It was a good-ish run for the site, but Team OlyCOOL has left town, and relocated to Seattle. Who knows, though, we might be back? For now, follow us at Tortillaphilia—A Guide To Things That Matter!
Let’s talk pizza, as all people of good manners do.
Wicked Pies started out as a truck, and has recently opened a brick-and-mortar location. Other places have had good luck with this in the past, and Wicked neatly follows their tradition. The pizza here is good. Very good. Enough so I’d put it as a viable alternative to Vic’s, which I don’t do lightly.
As so often is the case, it’s all about the crust. Here, Wicked serves one that looks oddly white, almost to the point where you’d expect it’d be doughy. It’s not. Instead, the outside has a crunchy bite, giving way to a chewy center. It’s what we collectively, as a society, should want: a crust for the people.
The flavor is spot on. Any proper crust, with olive oil or another favorite accouterment, should be able to be enjoyed by itself. Wicked passes that test.
Crust aside, the pies as a whole are tasty.
The White Lodge comes with a rosemary potato base, which, when paired with Gorgonzola, has a pungent profile in all the right ways. Fortifying it with olive oil creates a surprisingly light, yet solid palate. It’s not what food comas are made of, despite what the ingredient list might suggest, and it’s impressive that the potent flavors don’t come through as a smack in the face.
Also worth a look are
The Log Lady Breadstyx, which, as one may (or may not) expect, are served as logs. The addition of either mozzarella or pesto is laudable, but the logs could easily be enjoyed al natural.
The prices are a titch higher than at some spots — $14.75 for a cheese — but the quality of the ingredients holds its own.
Take out or eat in — the locales are charmingly sparse, not unlike pizza spots we’ve seen in both Northern and Southern Europe. Nothing overly fancy, just a comfortable space.
It worries me that Wicked isn’t too busy. I suppose it is hard to spot in its anonymous Franklin location, and competition from the well-established Old School must take its toll, too. Therefore: Do us a solid, and give Wicked Pies a try. It’s a pizzeria that deserves to flourish, and its pies are vastly different from Old School’s. Downtown Olympia’s food scene could stand some differentiation2, and high quality picks like this can only benefit all of us.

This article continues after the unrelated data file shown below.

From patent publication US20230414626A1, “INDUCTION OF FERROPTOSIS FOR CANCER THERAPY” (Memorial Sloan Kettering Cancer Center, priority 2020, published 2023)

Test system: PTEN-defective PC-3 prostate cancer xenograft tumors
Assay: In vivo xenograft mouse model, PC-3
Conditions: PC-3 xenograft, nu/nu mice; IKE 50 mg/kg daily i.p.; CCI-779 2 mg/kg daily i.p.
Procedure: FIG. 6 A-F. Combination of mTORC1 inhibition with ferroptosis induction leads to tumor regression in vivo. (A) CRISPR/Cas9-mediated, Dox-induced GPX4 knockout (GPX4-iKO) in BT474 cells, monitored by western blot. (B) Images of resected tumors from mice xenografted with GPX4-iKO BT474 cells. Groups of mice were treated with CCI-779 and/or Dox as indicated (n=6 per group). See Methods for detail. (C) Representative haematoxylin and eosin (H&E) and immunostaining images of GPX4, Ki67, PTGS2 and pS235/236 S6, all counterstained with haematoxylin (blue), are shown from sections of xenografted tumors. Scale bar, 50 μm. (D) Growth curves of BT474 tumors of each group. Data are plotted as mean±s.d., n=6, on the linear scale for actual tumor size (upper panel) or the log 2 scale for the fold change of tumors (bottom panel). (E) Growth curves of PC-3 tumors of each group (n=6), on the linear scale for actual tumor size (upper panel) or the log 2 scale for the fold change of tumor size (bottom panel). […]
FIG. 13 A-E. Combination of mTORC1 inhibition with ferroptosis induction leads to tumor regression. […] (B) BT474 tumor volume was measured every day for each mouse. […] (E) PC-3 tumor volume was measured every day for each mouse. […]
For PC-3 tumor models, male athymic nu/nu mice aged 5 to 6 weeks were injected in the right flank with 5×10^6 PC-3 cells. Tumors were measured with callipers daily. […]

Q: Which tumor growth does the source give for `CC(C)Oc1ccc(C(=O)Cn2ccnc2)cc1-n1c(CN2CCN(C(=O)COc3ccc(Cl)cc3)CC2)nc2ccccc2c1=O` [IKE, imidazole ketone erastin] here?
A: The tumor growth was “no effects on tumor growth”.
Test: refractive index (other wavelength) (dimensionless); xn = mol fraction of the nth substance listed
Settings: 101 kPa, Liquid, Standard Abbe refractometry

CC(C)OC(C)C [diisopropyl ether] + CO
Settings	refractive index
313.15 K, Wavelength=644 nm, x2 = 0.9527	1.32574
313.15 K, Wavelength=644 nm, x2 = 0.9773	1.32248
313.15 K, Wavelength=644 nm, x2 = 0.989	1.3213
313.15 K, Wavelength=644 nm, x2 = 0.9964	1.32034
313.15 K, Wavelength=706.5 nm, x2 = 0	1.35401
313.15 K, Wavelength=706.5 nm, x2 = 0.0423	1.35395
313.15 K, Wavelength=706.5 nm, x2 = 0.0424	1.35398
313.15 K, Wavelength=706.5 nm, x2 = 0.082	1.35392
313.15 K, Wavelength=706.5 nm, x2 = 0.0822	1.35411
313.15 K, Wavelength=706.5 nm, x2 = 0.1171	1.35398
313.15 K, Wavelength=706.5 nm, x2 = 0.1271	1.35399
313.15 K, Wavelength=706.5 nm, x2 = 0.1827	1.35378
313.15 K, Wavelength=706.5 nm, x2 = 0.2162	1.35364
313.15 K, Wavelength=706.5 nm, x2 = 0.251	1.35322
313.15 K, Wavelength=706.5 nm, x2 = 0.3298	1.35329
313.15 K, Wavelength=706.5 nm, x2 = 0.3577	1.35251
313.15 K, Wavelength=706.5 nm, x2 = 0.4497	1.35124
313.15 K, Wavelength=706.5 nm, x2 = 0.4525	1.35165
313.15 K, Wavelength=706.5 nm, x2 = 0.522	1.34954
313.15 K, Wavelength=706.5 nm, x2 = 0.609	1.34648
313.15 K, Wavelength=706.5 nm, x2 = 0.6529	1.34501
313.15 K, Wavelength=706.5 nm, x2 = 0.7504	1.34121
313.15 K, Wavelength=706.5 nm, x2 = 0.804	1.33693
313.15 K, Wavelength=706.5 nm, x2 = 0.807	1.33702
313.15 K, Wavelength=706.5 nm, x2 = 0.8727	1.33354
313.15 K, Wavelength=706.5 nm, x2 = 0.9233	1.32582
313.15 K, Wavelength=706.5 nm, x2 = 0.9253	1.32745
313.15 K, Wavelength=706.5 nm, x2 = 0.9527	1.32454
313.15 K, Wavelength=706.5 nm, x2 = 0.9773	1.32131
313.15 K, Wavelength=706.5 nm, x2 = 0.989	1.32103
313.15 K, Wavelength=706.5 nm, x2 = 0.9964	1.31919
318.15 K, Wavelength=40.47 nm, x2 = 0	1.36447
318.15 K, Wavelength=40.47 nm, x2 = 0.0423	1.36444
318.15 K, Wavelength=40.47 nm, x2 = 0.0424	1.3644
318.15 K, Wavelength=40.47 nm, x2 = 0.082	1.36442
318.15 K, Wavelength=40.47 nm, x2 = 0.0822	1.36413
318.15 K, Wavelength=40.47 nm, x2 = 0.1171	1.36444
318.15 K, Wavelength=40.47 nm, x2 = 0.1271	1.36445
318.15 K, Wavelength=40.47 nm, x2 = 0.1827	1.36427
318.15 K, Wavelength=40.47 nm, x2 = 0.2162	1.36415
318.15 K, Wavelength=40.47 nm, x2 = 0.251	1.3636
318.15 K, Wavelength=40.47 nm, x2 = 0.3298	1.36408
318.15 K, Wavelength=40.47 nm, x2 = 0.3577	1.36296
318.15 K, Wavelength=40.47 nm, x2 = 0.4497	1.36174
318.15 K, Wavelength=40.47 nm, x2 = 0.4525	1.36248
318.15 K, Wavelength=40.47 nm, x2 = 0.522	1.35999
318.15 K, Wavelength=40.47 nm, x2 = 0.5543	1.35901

1 It only seems appropriate, Seeing The Return revealed Olympia as the starting point of the Blue Rose case.
2 Say what you want about Lacey, but their food scene both varied and international.
I get the impression that Bremerton, the largest town on the Puget Sound Kitsap Peninsula, was quite the happening place back in the day. The downtown area is not big, but its density suggests it once upon a time was lively. These days, little is left of what once might have been, but with new developments around the ferry terminal, and a relatively burgeoning arts district, there are signs of better things to come.
It makes sense. Seattle housing prices are blasting past what an average worker can afford, and moving across the sound could serve as an alternative to the outskirts of King County. A quick ferry ride isn’t worse of a commute than anything Seattle has to offer, provided the place you venture from has something going for it. Bremerton isn’t there yet, but if spots like Nightshade keep popping up, it could get there.
Step inside the café, and there is little to suggest you’re in a forgotten naval town. The interiors are as comfortably Pacific Northwest as anything you find in Seattle or Portland, and the menu has a large selection of vegetarian options. Even the clientèle is young and happening enough to suggest that Bremerton’s arts district strategy is working. You can get jars of Jean-Claude Van Jam here, which should add enough detached irony to please even the most discerning hipster.